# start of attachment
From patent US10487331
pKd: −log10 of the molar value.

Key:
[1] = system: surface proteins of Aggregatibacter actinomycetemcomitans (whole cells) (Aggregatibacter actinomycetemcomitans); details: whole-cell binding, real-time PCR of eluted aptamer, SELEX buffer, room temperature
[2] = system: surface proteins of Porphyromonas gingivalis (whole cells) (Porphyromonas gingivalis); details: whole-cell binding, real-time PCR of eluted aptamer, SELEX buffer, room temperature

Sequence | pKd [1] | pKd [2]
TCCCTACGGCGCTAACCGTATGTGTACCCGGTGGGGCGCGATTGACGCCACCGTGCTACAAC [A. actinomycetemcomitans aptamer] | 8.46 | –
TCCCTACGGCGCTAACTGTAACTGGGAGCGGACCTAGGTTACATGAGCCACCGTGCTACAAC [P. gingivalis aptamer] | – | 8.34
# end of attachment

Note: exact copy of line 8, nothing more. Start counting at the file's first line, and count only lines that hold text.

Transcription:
TCCCTACGGCGCTAACTGTAACTGGGAGCGGACCTAGGTTACATGAGCCACCGTGCTACAAC [P. gingivalis aptamer] | – | 8.34